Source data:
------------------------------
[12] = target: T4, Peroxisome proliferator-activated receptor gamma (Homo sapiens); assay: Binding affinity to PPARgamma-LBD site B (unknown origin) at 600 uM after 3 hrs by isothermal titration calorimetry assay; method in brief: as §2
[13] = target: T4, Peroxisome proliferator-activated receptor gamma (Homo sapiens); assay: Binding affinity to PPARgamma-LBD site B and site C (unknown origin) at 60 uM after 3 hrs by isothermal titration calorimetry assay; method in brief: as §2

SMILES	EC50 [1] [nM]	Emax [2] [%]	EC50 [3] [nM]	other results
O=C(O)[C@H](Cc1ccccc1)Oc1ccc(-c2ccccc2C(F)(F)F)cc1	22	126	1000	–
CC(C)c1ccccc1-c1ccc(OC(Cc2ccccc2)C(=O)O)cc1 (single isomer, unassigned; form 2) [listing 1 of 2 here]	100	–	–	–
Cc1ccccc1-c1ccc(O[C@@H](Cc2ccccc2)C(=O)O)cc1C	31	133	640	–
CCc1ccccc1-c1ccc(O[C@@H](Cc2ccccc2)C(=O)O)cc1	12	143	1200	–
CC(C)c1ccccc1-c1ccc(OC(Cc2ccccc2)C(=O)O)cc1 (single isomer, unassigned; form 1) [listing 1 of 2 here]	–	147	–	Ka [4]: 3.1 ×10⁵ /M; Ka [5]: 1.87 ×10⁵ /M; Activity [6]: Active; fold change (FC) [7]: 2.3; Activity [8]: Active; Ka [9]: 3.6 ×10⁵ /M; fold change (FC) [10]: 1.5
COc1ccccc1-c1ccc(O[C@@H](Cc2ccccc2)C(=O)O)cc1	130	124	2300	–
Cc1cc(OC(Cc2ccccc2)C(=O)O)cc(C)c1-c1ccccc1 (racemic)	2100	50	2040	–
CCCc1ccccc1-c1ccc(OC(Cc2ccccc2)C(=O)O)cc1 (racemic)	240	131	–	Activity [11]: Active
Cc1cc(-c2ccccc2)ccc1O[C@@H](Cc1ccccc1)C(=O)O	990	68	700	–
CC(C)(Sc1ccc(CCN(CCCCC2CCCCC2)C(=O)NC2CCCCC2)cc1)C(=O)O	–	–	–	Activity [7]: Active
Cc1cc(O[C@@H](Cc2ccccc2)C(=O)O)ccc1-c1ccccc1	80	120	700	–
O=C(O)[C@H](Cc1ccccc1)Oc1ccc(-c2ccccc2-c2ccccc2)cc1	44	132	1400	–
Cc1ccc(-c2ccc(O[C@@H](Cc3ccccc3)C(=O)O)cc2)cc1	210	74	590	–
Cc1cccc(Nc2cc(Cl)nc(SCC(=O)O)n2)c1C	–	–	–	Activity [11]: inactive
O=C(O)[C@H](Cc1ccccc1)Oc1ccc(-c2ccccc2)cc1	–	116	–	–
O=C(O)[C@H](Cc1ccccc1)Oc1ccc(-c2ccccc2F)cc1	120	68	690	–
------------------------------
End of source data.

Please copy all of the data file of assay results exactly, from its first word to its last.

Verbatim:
[12] = target: T4, Peroxisome proliferator-activated receptor gamma (Homo sapiens); assay: Binding affinity to PPARgamma-LBD site B (unknown origin) at 600 uM after 3 hrs by isothermal titration calorimetry assay; method in brief: as §2
[13] = target: T4, Peroxisome proliferator-activated receptor gamma (Homo sapiens); assay: Binding affinity to PPARgamma-LBD site B and site C (unknown origin) at 60 uM after 3 hrs by isothermal titration calorimetry assay; method in brief: as §2

SMILES	EC50 [1] [nM]	Emax [2] [%]	EC50 [3] [nM]	other results
O=C(O)[C@H](Cc1ccccc1)Oc1ccc(-c2ccccc2C(F)(F)F)cc1	22	126	1000	–
CC(C)c1ccccc1-c1ccc(OC(Cc2ccccc2)C(=O)O)cc1 (single isomer, unassigned; form 2) [listing 1 of 2 here]	100	–	–	–
Cc1ccccc1-c1ccc(O[C@@H](Cc2ccccc2)C(=O)O)cc1C	31	133	640	–
CCc1ccccc1-c1ccc(O[C@@H](Cc2ccccc2)C(=O)O)cc1	12	143	1200	–
CC(C)c1ccccc1-c1ccc(OC(Cc2ccccc2)C(=O)O)cc1 (single isomer, unassigned; form 1) [listing 1 of 2 here]	–	147	–	Ka [4]: 3.1 ×10⁵ /M; Ka [5]: 1.87 ×10⁵ /M; Activity [6]: Active; fold change (FC) [7]: 2.3; Activity [8]: Active; Ka [9]: 3.6 ×10⁵ /M; fold change (FC) [10]: 1.5
COc1ccccc1-c1ccc(O[C@@H](Cc2ccccc2)C(=O)O)cc1	130	124	2300	–
Cc1cc(OC(Cc2ccccc2)C(=O)O)cc(C)c1-c1ccccc1 (racemic)	2100	50	2040	–
CCCc1ccccc1-c1ccc(OC(Cc2ccccc2)C(=O)O)cc1 (racemic)	240	131	–	Activity [11]: Active
Cc1cc(-c2ccccc2)ccc1O[C@@H](Cc1ccccc1)C(=O)O	990	68	700	–
CC(C)(Sc1ccc(CCN(CCCCC2CCCCC2)C(=O)NC2CCCCC2)cc1)C(=O)O	–	–	–	Activity [7]: Active
Cc1cc(O[C@@H](Cc2ccccc2)C(=O)O)ccc1-c1ccccc1	80	120	700	–
O=C(O)[C@H](Cc1ccccc1)Oc1ccc(-c2ccccc2-c2ccccc2)cc1	44	132	1400	–
Cc1ccc(-c2ccc(O[C@@H](Cc3ccccc3)C(=O)O)cc2)cc1	210	74	590	–
Cc1cccc(Nc2cc(Cl)nc(SCC(=O)O)n2)c1C	–	–	–	Activity [11]: inactive
O=C(O)[C@H](Cc1ccccc1)Oc1ccc(-c2ccccc2)cc1	–	116	–	–
O=C(O)[C@H](Cc1ccccc1)Oc1ccc(-c2ccccc2F)cc1	120	68	690	–